The U.S. workplace is undergoing a metamorphosis. Shape-shifting trends such as labor shortages, higher wages, diversity, equity, and inclusion (DE&I) initiatives, and higher health plan costs, are all converging currently and causing significant increases in operating budgets for employers.
Industry sources report the following:
- U.S. labor costs in Q3 2021 increased by the biggest margin since 2001 as companies boosted wages and benefits amid a severe worker shortage, suggesting inflation could remain high for some time.
- The Employment Cost Index (ECI), the broadest measure of labor costs, surged 1.3 percent in Q3 2021 after rising 0.7 percent in the quarter before, the Labor Department said in October. It marked the largest gain in 20 years.
- The Bureau of Labor and Statistics reports that compensation costs for private industry workers increased 4.8 percent over the past year.
- U.S. employers were expecting their group health plan premiums to increase an average of 5 percent in 2022, even after taking cost-management initiatives into account, according to recent employer surveys by several HR consultancies.
Currently, a wide range of factors largely stemming from the aftereffects of the COVID-19 pandemic, are driving up operating budgets for U.S. employers. These key trends include:
- A spur of labor shortage costs
- Wage Inflation
- Larger spend for IT security
- Persistent supply chain issues
Current Trends, Challenges and Opportunities for Employee Benefits
This trend has spurred a massive labor shortage across industries as people leave jobs – with no immediate plans to assume new ones. The move has challenged processes, productivity, and profits for employers across the nation. As the Bureau of Labor Statistics reported, there were about 11 million job openings across the country on December 31, 2021—and only 6.3 million unemployed workers. Source: Bureau of Labor Statistics
Opportunity: An experienced employee benefits broker can help employers customize holistic compensation packages that offer high-value, low-cost benefits that meet the needs and preferences of today’s employees, based on income level, stage of life, and age.
To attract more workers back to the workforce, employers are paying higher wages and offering more robust benefit packages that absorb/share higher health plan costs, and include a broader array of employer-sponsored offerings that provide today’s extremely diverse workforce with the customized and flexible options to help preserve a healthy work-life balance. As a result, the required resources to set up, administer, and maintain these programs are swelling overhead and impacting bottom lines. Source: paycor.com
Opportunity: Business leaders should work with an experienced Employee Benefits team to explore ways that can help instill a greater appreciation of all they offer employees. Whether it’s surveying employees to check on their satisfaction and/or to monitor which benefits they value most, they can help customize a full range of benefit offerings that are in line with specific employee populations.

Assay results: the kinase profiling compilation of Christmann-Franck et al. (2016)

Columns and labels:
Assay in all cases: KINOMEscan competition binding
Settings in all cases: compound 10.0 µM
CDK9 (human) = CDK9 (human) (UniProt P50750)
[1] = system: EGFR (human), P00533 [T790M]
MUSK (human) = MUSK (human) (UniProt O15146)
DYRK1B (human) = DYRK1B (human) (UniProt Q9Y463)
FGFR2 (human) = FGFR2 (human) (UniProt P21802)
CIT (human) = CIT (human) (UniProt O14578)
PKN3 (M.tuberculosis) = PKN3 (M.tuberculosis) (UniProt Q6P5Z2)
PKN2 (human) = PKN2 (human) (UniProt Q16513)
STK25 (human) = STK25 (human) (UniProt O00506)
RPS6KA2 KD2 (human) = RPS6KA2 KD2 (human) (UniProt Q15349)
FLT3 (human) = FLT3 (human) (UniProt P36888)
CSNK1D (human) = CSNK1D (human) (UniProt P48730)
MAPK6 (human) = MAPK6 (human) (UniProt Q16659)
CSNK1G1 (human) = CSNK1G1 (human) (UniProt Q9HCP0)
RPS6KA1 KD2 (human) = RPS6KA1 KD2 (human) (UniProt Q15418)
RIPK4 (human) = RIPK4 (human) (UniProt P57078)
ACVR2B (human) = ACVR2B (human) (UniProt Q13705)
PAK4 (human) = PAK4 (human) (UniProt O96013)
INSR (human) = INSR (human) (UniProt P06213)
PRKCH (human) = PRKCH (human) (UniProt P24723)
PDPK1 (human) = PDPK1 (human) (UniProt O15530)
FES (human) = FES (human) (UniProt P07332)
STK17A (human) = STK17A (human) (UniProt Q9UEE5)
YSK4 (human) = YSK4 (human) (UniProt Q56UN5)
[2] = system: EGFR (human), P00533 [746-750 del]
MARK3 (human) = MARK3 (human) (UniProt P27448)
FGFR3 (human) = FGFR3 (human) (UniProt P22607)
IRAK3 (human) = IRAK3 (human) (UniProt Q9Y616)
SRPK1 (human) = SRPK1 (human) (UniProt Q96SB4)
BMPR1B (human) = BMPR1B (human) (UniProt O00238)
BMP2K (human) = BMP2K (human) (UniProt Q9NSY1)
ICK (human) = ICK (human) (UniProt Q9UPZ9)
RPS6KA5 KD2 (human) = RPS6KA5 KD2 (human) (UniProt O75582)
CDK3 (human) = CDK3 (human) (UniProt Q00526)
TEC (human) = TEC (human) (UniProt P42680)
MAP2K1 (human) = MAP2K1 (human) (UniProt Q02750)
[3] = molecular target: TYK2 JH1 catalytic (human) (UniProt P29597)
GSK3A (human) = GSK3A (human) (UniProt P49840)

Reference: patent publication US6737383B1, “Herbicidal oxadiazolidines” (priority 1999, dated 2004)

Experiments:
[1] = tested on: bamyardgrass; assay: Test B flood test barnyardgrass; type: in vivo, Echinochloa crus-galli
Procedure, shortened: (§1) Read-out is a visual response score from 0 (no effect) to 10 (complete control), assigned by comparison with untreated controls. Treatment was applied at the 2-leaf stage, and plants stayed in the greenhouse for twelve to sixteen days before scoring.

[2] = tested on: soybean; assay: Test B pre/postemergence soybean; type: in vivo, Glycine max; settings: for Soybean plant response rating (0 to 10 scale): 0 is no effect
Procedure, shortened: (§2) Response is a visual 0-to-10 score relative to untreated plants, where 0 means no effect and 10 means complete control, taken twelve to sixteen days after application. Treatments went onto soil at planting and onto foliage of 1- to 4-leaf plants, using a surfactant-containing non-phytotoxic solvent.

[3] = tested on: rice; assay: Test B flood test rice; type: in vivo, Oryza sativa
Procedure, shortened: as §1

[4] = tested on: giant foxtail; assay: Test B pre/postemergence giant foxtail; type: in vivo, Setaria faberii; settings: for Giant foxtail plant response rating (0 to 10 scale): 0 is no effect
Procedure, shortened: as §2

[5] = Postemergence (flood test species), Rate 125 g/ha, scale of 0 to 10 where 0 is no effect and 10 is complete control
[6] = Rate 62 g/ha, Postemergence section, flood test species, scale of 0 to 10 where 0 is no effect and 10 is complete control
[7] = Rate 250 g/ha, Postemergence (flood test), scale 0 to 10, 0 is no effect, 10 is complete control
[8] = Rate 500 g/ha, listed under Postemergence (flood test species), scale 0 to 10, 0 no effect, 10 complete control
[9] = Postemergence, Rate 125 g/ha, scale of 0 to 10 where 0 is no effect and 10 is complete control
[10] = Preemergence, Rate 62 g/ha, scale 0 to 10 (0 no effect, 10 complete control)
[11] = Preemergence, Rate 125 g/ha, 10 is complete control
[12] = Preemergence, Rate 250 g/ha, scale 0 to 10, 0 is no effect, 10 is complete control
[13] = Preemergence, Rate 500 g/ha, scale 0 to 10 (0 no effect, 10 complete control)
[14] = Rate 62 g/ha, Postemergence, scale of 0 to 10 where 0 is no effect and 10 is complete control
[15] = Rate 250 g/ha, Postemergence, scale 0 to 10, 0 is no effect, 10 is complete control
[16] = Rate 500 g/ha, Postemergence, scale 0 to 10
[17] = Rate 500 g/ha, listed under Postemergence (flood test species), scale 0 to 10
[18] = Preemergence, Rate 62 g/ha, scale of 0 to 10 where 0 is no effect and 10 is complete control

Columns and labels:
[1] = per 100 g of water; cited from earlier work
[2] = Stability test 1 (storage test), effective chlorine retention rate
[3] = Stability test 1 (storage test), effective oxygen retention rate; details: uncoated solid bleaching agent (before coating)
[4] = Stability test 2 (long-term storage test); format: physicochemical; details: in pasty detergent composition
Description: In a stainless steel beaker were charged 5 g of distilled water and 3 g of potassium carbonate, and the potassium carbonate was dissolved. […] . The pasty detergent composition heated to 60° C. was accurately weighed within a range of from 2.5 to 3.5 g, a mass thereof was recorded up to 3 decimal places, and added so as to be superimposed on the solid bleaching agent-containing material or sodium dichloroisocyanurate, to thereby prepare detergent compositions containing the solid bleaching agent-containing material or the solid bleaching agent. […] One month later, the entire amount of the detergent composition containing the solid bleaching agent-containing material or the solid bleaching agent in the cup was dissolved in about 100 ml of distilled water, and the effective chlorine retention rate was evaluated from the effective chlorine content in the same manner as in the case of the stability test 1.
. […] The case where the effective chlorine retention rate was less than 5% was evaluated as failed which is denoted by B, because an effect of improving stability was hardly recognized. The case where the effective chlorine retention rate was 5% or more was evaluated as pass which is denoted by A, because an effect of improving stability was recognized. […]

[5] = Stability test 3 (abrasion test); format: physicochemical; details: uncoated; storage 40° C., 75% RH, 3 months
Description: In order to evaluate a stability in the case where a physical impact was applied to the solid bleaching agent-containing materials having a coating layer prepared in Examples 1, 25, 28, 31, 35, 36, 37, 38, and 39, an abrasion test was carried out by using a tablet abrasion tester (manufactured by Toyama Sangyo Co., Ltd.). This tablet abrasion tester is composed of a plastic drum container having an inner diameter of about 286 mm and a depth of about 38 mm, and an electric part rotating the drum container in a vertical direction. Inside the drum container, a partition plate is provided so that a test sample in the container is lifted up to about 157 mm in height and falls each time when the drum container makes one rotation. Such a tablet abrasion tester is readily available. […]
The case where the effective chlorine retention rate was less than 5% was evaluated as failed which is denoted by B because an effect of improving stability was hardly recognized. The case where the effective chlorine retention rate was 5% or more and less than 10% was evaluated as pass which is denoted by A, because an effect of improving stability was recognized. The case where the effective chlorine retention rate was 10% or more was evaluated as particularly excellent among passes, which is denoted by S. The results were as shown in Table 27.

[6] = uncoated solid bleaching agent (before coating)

Larger spend for IT security
The shift to more flexible work arrangements and work-from-home policies to accommodate employee preferences are, in turn, requiring employers to make greater investments in secure IT services, equipment, and training to protect against the increased threat of malicious cybercrimes.
Opportunity: As the world continues to offer flexible work locations for employees, it is even more important that your IT and security team has the best coverage and plans in place for your business or organization. Fifty four percent of all ransomware attacks were successful, even in cases where organizations took preventive measures. This statistic illustrates the great need for business leaders to create effective incident response plans in the event they suffer an attack and their systems/data are compromised.
Persistent supply chain issues
The Great Resignation and global supply chain disruptions are very closely intertwined – creating an endless cycle of issues for those desperate to find talent and those on the receiving end of the supply shortage. On the supply chain front, the pandemic led to a loss of 1.52 million workers and a shortage of 330,000 truck drivers is forecasted through 2024, according to Business Insider. Bare shelves, inability to complete projects, and much longer shipping times is leading to unhappy, concerned customers.
Opportunity: Utilize an Employee Benefits broker who will take a more consultative approach when working with your business to squeeze efficiencies out of the benefits you offer and keep plans cost neutral.
This material has been prepared for informational purposes only. BRP Group, Inc. and its affiliates, do not provide tax, legal or accounting advice. Please consult with your own tax, legal or accounting professionals before engaging in any transaction.
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